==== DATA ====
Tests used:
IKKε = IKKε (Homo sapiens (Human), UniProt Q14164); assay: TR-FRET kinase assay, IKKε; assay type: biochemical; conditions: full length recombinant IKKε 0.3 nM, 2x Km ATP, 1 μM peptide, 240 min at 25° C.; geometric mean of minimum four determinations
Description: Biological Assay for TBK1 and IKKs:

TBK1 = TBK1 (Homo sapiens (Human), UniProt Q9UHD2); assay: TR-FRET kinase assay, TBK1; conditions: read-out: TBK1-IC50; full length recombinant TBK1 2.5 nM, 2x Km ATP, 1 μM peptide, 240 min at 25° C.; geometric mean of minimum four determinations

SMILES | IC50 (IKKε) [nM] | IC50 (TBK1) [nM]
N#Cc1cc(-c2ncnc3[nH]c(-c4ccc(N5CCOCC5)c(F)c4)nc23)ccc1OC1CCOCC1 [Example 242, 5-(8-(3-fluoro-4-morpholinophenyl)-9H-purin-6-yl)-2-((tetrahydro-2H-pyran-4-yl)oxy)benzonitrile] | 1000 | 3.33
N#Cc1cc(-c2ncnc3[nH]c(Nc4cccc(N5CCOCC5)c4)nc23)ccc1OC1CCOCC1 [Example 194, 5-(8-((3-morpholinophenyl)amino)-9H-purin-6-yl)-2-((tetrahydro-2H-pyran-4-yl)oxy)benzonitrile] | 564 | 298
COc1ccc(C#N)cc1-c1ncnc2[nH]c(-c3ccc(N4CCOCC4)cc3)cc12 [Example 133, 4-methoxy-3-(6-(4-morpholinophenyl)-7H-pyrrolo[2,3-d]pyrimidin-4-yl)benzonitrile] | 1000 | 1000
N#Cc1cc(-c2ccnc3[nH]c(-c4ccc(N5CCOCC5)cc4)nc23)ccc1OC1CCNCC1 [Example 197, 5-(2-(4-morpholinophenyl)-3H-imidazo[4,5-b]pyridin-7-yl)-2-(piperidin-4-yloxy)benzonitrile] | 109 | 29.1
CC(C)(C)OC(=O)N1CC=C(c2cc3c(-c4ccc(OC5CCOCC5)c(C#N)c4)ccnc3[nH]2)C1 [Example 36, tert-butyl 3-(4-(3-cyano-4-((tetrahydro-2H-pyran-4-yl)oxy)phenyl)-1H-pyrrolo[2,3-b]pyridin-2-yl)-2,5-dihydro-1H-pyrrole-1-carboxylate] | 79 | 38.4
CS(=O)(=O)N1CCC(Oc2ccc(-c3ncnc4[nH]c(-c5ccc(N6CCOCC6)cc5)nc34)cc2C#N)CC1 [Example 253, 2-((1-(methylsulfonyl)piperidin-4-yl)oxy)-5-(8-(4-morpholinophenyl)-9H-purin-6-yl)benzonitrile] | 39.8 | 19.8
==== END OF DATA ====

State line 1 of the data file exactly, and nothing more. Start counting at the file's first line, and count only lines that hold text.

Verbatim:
Tests used: